Andy Whitman said...

Maureen, here's my conspiracy theory on Vampire Weekend and "Afro-pop."

I think music reviewers/critics receive far too many albums to actually listen to them all, so I think they wait for that first brave reviewer/critic to write something, and then they cautiously follow suit, offering minor variations on a theme. So if somebody crowns Vampire Weekend with the "Afro-pop" tag, then a bunch of critics get in line and act like they, sure, hear all the Fela Kuti and Thomas Mapfumo influences. It usually works out fine unless the first critic doesn't know what the hell he/she is talking about.

For what it's worth, I don't hear much "Afro-pop" in Vampire Weekend, either.

So I'm going to propose an experiment. I'm going to review the new, oh, Walter Trout album. Nobody but me will actually listen to the Walter Trout album, because nobody knows or cares who the hell Walter Trout is, but I'll bet you that somebody will have to review that sucker. So I'm going to write my review and reference all the Afro-pop influences. Walter, who is from New Jersey, plays blues and sounds like Stevie Ray Vaughan. He's actually very good, but he's about as Afro-pop as Johnny Cash.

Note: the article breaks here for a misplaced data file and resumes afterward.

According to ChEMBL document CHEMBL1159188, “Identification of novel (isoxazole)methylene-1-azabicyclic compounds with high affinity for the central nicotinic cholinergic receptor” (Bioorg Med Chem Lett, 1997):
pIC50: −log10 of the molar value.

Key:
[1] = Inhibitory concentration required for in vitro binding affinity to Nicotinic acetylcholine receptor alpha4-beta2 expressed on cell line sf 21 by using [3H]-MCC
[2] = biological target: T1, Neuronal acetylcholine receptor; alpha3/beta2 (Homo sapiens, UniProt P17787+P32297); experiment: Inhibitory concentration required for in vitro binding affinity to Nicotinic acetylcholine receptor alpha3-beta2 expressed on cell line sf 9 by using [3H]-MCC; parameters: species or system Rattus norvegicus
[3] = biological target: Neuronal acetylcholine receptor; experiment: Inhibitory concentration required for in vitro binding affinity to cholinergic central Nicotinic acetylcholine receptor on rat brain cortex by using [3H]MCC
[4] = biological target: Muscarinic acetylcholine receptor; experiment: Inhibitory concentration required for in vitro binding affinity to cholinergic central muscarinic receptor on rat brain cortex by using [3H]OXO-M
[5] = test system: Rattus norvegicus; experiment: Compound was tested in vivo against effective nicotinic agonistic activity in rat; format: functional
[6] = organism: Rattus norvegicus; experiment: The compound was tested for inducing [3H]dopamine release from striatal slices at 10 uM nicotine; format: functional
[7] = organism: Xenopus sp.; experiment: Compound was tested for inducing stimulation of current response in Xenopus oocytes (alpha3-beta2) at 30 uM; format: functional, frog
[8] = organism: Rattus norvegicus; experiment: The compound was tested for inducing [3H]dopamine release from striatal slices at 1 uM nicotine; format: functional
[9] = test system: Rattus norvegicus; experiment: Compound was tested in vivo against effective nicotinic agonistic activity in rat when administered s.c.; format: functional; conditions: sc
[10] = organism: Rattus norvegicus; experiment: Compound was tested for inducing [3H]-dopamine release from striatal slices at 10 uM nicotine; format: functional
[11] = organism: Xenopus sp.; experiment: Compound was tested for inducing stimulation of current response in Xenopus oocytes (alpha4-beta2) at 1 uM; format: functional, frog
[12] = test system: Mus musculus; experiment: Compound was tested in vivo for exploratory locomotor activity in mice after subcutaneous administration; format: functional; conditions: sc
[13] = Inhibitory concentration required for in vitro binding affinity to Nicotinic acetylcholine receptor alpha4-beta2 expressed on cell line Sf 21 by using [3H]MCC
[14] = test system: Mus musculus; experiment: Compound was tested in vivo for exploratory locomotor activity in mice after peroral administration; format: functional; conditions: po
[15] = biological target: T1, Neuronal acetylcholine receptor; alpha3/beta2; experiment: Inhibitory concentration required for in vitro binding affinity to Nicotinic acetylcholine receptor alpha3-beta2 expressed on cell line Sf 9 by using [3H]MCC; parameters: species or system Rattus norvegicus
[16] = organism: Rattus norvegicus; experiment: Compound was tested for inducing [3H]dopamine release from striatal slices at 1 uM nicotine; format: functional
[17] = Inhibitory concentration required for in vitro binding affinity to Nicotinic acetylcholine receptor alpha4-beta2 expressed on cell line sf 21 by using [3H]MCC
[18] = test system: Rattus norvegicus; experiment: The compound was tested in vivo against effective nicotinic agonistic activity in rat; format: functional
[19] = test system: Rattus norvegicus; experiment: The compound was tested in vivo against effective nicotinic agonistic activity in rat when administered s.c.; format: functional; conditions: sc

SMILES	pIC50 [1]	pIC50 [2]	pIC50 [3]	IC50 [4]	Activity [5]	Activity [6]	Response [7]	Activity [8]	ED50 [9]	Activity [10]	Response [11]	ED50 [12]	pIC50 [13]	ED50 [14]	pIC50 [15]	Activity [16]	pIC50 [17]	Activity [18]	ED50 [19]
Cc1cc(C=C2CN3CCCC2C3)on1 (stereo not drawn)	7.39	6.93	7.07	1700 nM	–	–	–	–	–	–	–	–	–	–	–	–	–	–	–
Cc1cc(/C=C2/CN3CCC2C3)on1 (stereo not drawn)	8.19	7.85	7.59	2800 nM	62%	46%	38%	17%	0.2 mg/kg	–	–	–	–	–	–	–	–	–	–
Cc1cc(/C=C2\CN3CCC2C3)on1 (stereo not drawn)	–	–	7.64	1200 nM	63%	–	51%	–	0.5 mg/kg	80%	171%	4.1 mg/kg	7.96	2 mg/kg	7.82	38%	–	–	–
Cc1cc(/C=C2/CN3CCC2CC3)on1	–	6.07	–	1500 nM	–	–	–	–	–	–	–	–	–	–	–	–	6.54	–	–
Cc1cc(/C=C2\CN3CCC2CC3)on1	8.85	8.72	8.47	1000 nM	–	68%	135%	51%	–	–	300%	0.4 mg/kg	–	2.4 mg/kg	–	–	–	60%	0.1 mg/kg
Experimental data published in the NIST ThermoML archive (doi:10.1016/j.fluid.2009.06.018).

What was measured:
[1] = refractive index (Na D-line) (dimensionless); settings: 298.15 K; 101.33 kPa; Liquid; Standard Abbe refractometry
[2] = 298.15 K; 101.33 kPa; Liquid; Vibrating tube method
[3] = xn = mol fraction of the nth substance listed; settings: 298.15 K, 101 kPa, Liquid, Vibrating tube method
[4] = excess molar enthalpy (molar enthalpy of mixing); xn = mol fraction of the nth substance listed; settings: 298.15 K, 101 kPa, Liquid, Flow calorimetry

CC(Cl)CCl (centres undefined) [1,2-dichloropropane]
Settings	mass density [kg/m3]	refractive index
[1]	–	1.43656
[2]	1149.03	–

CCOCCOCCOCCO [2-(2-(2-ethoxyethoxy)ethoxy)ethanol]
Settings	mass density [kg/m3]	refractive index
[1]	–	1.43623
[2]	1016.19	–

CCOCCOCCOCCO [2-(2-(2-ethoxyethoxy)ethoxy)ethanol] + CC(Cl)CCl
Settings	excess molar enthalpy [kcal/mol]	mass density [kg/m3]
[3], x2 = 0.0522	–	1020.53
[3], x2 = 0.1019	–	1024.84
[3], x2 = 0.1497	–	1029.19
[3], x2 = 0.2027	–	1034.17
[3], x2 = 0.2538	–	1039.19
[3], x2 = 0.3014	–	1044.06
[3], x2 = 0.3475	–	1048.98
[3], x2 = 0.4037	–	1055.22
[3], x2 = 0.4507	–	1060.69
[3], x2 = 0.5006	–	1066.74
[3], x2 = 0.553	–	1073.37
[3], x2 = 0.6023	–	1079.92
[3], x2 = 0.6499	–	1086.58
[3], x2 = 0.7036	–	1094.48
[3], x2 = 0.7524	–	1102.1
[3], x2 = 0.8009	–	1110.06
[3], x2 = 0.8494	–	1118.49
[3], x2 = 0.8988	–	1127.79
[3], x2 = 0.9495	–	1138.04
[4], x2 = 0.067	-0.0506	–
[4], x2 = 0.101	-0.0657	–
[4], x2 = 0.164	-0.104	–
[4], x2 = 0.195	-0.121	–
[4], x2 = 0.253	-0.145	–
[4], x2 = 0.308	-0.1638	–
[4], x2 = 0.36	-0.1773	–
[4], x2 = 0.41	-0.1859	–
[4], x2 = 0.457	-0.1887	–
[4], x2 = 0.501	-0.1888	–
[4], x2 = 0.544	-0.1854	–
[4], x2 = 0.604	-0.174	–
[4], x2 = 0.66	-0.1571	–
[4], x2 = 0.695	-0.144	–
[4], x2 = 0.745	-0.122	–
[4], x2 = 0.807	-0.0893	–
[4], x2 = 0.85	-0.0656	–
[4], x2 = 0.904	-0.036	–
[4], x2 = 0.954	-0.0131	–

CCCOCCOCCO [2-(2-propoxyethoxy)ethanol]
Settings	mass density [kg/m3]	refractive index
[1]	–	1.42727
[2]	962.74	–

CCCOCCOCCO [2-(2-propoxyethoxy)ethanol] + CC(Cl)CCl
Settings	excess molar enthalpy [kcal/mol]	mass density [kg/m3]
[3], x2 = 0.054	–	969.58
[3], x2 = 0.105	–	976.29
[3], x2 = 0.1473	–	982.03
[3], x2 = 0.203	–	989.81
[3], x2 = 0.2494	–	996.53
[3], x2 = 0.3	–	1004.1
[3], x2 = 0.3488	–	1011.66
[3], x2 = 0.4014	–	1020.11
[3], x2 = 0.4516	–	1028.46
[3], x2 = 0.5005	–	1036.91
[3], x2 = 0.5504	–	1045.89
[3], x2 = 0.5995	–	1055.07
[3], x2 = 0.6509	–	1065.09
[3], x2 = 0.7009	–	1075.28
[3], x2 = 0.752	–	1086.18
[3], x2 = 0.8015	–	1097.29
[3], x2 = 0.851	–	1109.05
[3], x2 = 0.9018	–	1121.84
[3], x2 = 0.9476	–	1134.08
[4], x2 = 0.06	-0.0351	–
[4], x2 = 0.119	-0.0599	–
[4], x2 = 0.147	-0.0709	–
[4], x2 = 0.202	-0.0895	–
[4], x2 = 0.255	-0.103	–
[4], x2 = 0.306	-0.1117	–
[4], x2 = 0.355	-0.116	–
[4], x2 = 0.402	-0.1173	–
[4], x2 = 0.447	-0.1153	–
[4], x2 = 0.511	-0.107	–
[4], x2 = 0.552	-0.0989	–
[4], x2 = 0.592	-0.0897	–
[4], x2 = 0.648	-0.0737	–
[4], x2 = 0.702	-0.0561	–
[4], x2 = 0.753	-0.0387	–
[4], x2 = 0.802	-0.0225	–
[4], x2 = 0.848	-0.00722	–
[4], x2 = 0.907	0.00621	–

I'll bet you that there will be one or two reviews out there that reference Walter's debt to South
African mbaqanga or something.

Anonymous said...

I love The Cars. I am hoping that there is a reissue campaign for those albums at some point.

Anonymous said...

Also, have you heard the new Firewater disc yet? Caught a couple of tracks earlier today and my interest is peaked...

Quite an interesting story about the making of it as well....

Andy Whitman said...

Gar, the new Firewater album is fabulous. I wrote about it in more detail right here:

St. Elizabeth of Cayce said...

i played Poems, Prayers and Promises over and over in the dorm on my automatic changer turntable. Your post just put the title song back into my head -- a happy bit of nostalgia on a Monday night. Thanks.

Pilgrim said...

I loved John Denver when he was young. He will always have a place in my heart.
He had a sense of wonder.
Why am I reading this blog, I ask myself!!! Again!!!